The Bizarreness EffectThe Bizarreness Effect holds that creating bizarre images out of otherwise-mundane ones can help lodge those images in the memory. Let's go back to our opening example -- an image of an egg in a frying pan, paired to the idea of a brain on drugs. These two incompatible, less-than-memorable notions form an unforgettable metaphor when you put them together.
Appealing to Both Sides of the BrainYou probably know that the left side of the brain is considered the more rational of the two hemispheres. It's one that responds to facts, reasons and logic -- but it's not the one that makes your target customer buy. That impulse comes from the right side of the brain, which is commonly associated with creativity, emotion and intuitive thought. Ideally, your marketing content appeals to both hemispheres. Your feature statements pile on fact after fact in support of your products or services, while your benefit statements hit readers where they live emotionally by helping them envision how their lives will be improved by those products or services.
Repetition, Rhythm and RhymeJust as the major search engines take notice of repeated, relevant keywords in your marketing content, the brains of your target audience will respond to repetition. The more you repeat a statement, the more convincing it becomes--simply because it's being constantly reinforced in the brain. Rhythm and rhyme can then make that statement more memorable, just as they tend to make song lyrics stick in your head. Think about all the great catchphrases you've heard over the years. Still thinking about them? Exactly.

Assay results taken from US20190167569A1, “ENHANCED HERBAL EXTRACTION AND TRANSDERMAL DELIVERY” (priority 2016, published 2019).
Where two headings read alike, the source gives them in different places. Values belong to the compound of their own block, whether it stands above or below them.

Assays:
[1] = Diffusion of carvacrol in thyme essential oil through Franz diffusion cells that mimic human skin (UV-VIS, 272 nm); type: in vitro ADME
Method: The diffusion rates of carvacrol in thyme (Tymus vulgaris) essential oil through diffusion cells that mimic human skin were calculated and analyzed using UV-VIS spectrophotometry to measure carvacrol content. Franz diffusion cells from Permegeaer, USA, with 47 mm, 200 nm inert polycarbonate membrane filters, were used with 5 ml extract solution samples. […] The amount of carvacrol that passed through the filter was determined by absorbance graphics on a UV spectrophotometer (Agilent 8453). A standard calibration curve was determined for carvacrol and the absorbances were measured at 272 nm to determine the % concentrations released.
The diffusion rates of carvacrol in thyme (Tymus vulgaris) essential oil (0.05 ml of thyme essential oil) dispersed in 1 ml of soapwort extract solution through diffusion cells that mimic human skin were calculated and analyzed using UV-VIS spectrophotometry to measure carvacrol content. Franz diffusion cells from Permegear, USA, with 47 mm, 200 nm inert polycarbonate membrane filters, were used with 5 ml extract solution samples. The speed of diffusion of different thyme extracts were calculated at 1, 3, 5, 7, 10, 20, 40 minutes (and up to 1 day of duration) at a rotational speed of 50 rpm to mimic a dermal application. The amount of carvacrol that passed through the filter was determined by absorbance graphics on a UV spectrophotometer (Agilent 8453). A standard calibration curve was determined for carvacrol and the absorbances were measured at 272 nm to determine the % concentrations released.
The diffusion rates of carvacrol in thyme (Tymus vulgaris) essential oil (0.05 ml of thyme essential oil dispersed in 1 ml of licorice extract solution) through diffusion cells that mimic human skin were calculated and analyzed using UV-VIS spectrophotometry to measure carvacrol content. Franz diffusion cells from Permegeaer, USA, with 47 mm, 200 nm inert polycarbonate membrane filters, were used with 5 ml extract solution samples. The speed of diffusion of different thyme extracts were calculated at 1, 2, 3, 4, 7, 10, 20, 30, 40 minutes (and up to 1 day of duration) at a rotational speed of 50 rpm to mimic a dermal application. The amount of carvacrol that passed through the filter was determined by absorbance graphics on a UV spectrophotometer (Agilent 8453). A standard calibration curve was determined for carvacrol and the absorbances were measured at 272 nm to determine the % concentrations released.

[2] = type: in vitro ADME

Reticular ActivationIf familiarity breeds recognition, then specificity breeds familiarity. If you try to appeal to everybody in the world, in every possible scenario, your message is probably so generic that it has no strong psychological effect on any individual. But if you paint a specific "How many times has this happened to you?" kind of picture, your ideal customer may think, "Wow, I'm having that exact problem right now. These people are talking to me!" That reaction is coming from a bundle of neural fibers called the reticular network, which acts as a kind of high-level "lookout" that waits for stimuli it recognizes as something we need to pay attention to right now, as opposed to the mass of more generic information the brain doesn't have time to bother with. Target your message as precisely as possible, and you'll be targeting that reticular network.
Persuasive copywriting is as much about psychology as it is about sheer writing skill. An experienced marketing copywriter can help you apply both for maximum effect. Contact me today and let's talk about how we can influence your target market!